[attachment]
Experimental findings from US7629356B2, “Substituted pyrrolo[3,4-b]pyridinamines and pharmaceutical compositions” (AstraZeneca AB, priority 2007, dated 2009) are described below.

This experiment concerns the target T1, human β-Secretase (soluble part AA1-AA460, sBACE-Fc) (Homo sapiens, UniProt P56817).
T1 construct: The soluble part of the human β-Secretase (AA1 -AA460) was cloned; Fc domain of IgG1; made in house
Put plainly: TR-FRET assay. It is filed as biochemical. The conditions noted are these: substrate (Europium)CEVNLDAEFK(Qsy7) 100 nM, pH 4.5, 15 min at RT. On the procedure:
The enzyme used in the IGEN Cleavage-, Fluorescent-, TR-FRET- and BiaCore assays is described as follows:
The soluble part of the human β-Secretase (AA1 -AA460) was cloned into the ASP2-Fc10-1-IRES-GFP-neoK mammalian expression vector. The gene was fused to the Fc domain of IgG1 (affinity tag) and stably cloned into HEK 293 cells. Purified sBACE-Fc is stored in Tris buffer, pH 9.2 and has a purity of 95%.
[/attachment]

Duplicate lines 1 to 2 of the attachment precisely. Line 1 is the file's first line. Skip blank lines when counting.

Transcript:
Experimental findings from US7629356B2, “Substituted pyrrolo[3,4-b]pyridinamines and pharmaceutical compositions” (AstraZeneca AB, priority 2007, dated 2009) are described below.

This experiment concerns the target T1, human β-Secretase (soluble part AA1-AA460, sBACE-Fc) (Homo sapiens, UniProt P56817).